LONDON (TIP): A French firm has designed a conceptual shelter for future astronauts on Mars that would be 3D-printed on the red planet using local materials.

Resembling an igloo from the surface, the shelter, dubbed Sfero, would be partially buried beneath the ground. Access to it would be gained by its one long corridor, which contains an airlock.

The interior comprises three floors. The uppermost floor measures just 3 sq m, and food can be grown here, while the next floor measures 29 sq m, comprising a work area and bathroom. The lowermost floor measures 40 sq m and contains sleeping quarters. The occupants would navigate between each floor by a spiral staircase.

The firm, Fabulous, envisions that the red planet’s own substrata could be used as a raw material for 3D printing. The process would involve a central mast that can extract iron from the planet’s soil and rock, and also seek out permafrost to turn into water and use as insulation between the structure’s inner and outer shell, reducing the effect of solar radiation. The firm plans to test the shelter in California’s Mojave Desert or somewhere in Hawaii, while the Gale Crater is slated as the shelter’s final Mars location. The project has been created in response to Nasa’s call for designs for 3D-printed habitats for Mars, despite the competition being only officially open to US residents, according to Dezeen.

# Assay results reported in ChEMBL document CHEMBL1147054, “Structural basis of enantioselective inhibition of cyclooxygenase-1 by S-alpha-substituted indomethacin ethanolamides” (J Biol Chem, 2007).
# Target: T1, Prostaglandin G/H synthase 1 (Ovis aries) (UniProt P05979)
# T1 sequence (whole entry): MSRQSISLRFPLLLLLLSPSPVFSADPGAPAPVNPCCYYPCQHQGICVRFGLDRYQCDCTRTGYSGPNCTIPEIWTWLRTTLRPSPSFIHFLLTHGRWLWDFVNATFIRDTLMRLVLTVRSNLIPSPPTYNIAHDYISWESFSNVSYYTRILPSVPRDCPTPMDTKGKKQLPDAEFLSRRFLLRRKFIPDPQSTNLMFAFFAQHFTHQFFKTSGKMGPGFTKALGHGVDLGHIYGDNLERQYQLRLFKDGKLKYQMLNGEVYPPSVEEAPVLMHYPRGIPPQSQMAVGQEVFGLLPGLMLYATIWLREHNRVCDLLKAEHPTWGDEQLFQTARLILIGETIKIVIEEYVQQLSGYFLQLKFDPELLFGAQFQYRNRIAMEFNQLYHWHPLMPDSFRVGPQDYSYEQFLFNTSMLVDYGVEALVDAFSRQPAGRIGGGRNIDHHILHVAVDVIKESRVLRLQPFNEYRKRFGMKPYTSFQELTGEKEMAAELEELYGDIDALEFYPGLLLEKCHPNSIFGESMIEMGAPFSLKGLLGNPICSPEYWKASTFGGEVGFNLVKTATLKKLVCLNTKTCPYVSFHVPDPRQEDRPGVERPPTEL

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Volume 10 Issue 41 | New York | Oct 21

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